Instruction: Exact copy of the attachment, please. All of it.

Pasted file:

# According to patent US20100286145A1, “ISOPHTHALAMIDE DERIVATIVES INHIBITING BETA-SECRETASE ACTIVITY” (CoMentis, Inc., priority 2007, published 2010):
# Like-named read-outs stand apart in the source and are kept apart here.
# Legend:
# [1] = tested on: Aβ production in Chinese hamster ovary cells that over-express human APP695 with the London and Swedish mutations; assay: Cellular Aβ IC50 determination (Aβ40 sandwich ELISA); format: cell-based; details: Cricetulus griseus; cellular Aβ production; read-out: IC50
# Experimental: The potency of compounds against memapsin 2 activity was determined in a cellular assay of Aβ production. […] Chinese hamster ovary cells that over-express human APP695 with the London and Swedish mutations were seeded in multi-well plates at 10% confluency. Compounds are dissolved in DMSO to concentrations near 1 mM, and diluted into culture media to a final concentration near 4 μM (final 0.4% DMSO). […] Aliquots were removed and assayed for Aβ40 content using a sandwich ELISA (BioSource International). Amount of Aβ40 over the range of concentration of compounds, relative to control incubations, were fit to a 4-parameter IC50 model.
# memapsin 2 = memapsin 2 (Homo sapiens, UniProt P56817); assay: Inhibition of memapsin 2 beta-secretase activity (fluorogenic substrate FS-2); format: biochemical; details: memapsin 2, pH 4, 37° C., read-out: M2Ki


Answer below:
# According to patent US20100286145A1, “ISOPHTHALAMIDE DERIVATIVES INHIBITING BETA-SECRETASE ACTIVITY” (CoMentis, Inc., priority 2007, published 2010):
# Like-named read-outs stand apart in the source and are kept apart here.
# Legend:
# [1] = tested on: Aβ production in Chinese hamster ovary cells that over-express human APP695 with the London and Swedish mutations; assay: Cellular Aβ IC50 determination (Aβ40 sandwich ELISA); format: cell-based; details: Cricetulus griseus; cellular Aβ production; read-out: IC50
# Experimental: The potency of compounds against memapsin 2 activity was determined in a cellular assay of Aβ production. […] Chinese hamster ovary cells that over-express human APP695 with the London and Swedish mutations were seeded in multi-well plates at 10% confluency. Compounds are dissolved in DMSO to concentrations near 1 mM, and diluted into culture media to a final concentration near 4 μM (final 0.4% DMSO). […] Aliquots were removed and assayed for Aβ40 content using a sandwich ELISA (BioSource International). Amount of Aβ40 over the range of concentration of compounds, relative to control incubations, were fit to a 4-parameter IC50 model.
# memapsin 2 = memapsin 2 (Homo sapiens, UniProt P56817); assay: Inhibition of memapsin 2 beta-secretase activity (fluorogenic substrate FS-2); format: biochemical; details: memapsin 2, pH 4, 37° C., read-out: M2Ki